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I forgot versus I had forgot. What is the difference between the two phrases?

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"I forgot" is the simple past, expressing an action which took place once.

"I had forgotten" is is the simple past perfect, used to express an action taking place before a certain time in the past. This tense emphasizes what happened, not the duration thereof.

"I had forgot" is generally considered bad grammar, at least in my part of the US, because the correct past participle of "forgot" is "forgotten".

See http://www.ego4u.com/en/cram-up/grammar/tenses for examples of all English tenses.

  • The past particle can be both forgotten or forgot, in the same way the past participle of to get is gotten or got (New Oxford American Dictionary). – kiamlaluno Aug 28 '10 at 21:14
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    But have gotten and have got have completely different meanings in American English. – user706 Aug 28 '10 at 22:41
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    @kiamlaluno: there are regional variations; in British English, the past participles of "to forget" and "to get" are "forgotten" and "got" only. – Steve Melnikoff Aug 29 '10 at 13:29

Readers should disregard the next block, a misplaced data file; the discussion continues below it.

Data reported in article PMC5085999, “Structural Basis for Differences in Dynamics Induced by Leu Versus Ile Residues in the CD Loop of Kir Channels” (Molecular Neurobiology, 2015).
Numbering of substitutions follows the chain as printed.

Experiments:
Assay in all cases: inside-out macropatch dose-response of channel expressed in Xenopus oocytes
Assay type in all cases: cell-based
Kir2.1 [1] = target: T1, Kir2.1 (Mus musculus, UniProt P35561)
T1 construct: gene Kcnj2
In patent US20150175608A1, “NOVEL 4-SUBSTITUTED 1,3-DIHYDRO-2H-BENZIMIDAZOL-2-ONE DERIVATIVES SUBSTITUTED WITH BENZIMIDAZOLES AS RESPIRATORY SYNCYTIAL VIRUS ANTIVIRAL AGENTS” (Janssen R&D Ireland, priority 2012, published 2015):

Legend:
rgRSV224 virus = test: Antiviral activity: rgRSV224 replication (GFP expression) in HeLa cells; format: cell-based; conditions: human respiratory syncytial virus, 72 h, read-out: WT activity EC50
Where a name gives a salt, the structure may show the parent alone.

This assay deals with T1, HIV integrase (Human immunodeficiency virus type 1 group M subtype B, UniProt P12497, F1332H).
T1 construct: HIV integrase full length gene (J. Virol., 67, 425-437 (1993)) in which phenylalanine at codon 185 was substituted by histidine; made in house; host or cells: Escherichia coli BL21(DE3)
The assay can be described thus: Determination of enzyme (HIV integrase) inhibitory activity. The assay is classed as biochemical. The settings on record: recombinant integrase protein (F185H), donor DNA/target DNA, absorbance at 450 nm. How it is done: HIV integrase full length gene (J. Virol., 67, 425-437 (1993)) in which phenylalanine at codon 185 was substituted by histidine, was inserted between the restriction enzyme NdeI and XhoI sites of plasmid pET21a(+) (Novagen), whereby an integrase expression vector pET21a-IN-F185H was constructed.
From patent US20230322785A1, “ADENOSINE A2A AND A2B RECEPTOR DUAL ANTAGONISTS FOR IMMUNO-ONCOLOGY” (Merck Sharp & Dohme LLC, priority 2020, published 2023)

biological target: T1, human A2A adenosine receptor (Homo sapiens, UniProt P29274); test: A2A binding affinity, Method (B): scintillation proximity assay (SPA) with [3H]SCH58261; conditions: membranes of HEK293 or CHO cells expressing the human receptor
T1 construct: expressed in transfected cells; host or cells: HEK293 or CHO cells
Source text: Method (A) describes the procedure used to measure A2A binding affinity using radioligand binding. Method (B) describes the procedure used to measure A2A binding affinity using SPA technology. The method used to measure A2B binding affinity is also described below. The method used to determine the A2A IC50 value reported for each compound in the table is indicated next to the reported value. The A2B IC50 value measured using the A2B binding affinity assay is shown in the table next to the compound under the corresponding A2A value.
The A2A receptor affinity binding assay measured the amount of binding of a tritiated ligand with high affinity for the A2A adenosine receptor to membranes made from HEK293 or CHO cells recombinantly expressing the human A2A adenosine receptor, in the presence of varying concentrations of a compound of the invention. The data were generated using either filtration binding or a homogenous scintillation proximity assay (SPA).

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First off, "it's" Incorrect as "it" is. The latter sentences has not been phrased correctly. The latter sentence should have been "I had forgotten" if you like.

Stepping from there, we should be able to disseminate the difference quite naturally: The difference is essentially emphatic over the Nature of "what" happened, rather than "when." This "nature" is distinctively, Simple Past in the former -the expression of which is being narrated as the event (forgetting) happening "once"- and Simple Past Perfect in the latter -the expression of which is being narrated as the event (forgetting) happening "before a specific period in the past".

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The original British English uses "forgot" and "got", not the US derivation "forgotten" and "gotten". Read Agatha Christie's Murder On The Orient Express to see how she uses "gotten" to give the American character her "voice".

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